This book argues that properly understood, irony plays a crucial role in therapeutic action. It is written as an invitation to clinicians to renew their own engagement with the fundamental concepts of their practice. It investigates the concepts of subjectivity and objectivity that are appropriate for psychoanalysts, the concept of internalisation and of transference. It will be of interest to anyone concerned with the central concepts of psychoanalysis.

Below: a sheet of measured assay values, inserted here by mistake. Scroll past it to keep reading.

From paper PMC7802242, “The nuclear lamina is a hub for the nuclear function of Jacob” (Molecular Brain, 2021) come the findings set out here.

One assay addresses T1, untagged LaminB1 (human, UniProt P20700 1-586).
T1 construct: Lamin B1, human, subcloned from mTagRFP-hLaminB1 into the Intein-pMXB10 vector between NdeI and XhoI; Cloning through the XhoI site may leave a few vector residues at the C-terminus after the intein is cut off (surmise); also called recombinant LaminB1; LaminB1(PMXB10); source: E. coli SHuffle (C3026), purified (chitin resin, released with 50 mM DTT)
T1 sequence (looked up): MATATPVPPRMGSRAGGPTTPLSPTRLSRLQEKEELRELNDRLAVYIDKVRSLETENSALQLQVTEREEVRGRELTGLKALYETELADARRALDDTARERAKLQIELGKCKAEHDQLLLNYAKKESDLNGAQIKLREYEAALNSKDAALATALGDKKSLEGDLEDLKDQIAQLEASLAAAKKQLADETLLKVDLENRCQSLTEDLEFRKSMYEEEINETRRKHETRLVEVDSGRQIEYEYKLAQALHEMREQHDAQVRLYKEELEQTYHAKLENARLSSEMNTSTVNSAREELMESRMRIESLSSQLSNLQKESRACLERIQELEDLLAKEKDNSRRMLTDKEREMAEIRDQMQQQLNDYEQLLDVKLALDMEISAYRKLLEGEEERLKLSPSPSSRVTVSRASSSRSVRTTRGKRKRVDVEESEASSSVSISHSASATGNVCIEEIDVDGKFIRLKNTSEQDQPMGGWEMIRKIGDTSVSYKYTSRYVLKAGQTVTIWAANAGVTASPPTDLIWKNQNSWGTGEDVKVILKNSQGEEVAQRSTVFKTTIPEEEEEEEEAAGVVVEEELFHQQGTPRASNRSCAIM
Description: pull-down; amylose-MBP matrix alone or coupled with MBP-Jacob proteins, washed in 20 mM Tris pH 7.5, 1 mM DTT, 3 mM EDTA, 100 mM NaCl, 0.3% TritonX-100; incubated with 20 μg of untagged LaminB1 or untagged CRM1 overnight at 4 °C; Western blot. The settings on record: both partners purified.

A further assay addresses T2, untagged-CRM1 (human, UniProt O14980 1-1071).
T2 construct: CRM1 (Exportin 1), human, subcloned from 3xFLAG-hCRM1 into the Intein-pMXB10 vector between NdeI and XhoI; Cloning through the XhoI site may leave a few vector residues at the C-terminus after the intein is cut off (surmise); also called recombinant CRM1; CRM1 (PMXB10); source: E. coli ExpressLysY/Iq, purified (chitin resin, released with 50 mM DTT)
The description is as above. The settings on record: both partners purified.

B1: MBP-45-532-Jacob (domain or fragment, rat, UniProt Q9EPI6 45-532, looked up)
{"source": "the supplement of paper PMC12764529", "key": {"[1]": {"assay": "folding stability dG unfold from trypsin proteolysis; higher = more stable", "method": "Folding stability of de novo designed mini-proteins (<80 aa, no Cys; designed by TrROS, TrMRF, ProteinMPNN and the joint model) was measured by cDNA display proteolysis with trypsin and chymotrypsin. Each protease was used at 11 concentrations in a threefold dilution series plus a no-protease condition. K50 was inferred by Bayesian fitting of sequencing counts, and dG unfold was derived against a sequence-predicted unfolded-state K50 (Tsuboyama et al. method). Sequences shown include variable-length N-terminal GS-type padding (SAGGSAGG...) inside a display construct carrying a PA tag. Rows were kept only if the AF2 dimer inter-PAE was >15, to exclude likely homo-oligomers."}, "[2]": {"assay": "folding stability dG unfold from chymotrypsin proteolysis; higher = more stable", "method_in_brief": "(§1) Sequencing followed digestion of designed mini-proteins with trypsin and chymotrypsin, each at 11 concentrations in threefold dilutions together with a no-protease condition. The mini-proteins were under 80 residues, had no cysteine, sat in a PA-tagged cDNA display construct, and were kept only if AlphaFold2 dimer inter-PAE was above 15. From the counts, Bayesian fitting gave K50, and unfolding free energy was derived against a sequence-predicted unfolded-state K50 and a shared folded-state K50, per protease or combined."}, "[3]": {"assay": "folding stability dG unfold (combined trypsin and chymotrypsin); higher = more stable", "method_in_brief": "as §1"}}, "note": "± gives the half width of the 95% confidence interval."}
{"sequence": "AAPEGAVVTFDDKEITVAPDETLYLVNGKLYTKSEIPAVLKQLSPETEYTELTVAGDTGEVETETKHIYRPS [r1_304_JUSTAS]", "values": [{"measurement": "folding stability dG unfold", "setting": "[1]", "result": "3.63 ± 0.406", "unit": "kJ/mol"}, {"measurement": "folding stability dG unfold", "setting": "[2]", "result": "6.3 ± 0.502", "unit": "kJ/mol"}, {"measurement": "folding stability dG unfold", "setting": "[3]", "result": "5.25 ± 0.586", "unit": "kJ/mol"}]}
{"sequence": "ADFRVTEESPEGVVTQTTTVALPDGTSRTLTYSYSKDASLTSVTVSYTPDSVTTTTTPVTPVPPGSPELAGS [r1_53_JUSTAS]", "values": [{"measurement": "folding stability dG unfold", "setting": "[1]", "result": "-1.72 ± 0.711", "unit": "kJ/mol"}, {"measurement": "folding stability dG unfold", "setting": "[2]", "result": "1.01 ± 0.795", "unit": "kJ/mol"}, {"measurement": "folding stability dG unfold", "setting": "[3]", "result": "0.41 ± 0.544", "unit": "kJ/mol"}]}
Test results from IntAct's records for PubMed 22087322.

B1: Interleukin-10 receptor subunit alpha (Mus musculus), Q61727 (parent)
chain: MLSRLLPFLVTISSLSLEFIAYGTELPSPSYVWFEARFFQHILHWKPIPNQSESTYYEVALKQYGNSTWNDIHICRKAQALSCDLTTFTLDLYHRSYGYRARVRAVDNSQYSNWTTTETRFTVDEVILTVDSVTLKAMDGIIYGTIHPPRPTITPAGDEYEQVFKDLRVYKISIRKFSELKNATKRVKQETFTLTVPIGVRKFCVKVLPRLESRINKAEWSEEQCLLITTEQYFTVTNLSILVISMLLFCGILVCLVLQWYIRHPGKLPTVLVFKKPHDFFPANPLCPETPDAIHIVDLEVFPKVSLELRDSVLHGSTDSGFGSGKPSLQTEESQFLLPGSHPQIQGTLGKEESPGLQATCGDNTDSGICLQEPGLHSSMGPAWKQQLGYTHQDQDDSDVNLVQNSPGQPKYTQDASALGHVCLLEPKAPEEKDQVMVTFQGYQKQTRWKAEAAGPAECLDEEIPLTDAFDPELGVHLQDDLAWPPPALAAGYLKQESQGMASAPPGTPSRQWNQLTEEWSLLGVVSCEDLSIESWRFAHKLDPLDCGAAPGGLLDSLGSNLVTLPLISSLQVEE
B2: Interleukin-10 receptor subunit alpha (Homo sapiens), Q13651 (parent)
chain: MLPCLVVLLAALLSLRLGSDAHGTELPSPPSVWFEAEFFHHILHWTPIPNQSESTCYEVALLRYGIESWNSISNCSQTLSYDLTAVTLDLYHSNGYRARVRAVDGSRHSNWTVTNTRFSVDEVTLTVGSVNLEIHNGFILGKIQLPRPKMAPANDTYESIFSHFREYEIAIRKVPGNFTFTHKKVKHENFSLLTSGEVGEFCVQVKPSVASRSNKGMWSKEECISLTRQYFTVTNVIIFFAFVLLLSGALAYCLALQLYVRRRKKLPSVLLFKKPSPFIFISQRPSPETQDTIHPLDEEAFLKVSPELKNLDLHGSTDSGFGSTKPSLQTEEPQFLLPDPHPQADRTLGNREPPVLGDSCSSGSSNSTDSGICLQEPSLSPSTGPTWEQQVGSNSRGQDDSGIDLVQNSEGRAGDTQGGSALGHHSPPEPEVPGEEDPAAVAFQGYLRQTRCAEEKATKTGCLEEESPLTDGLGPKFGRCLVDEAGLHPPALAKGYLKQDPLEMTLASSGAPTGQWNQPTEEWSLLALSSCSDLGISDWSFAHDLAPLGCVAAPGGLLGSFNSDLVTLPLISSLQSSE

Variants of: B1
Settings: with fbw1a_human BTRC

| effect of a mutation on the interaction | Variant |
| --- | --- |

'Jonathan Lear's Therapeutic Action vindicates its Oscar Wildean subtitle - An Earnest Plea for Irony - by giving us a Kierkegaardian reading, not so much of Hans Loewald, but of the transferences between Loewald and Lear. Just as the surviving traces of Plato in Freud was to identify reality-testing with a cognition freed of its sexual past, even so Lear attempts his own version of Kierkegaard's "The Case of the Contemporary Disciple"; Lear is Plato to Loewald's Socrates, which is an audacious venture. Therapeutic Action has the high merit of helping me to rethink some of my own transferences.'- Harold Bloom'Jonathan Lear's psychoanalytic and philosophical sophistication have enabled him to produce a lucid, incisive, and convincing argument about how psychoanalysis leads to a better life through the particular deployment of the capacity for love. Anyone who loves rigorous, creative argument will find this encounter with Lear and his thinking about why the analytic conversation is transforming an intellectual experience of the highest and most exciting order. This is one of those rare books that can actually let you change the way you think and the way you live.'- Robert A. Paul, Ph.D.'In this bold and intriguing book, Jonathan Lear asks: How do psychoanalysts communicate not with their patients but with each other? Do the forms of psychoanalytic writing continue to reflect a distorted notion of scientific rigor? Do analysts in writing about therapeutic action ignore a key insight: that what they say matters less than how they say it? Does the health of the psychoanalytic profession currently hinge on analysts becoming more aware of how the form of their communication affects their lives as analysts?'With these provocative questions, Lear returns to his own point of departure as an analyst: his conversations with Hans Loewald and Loewald's paper on the therapeutic action of psychoanalysis. Honouring the dying wish of his mentor, he seeks to discover in a field riddled with discipleship how not to become a disciple. And with this untimely personal "how-not-to" book, Lear engages the difficult question: how to write about the process of psychic change without betraying either love or science. Therapeutic Action will enliven the thinking of anyone involved in analyzing the psyche.'- Carol Gilligan, author of In a Different Voice and The Birth of Pleasure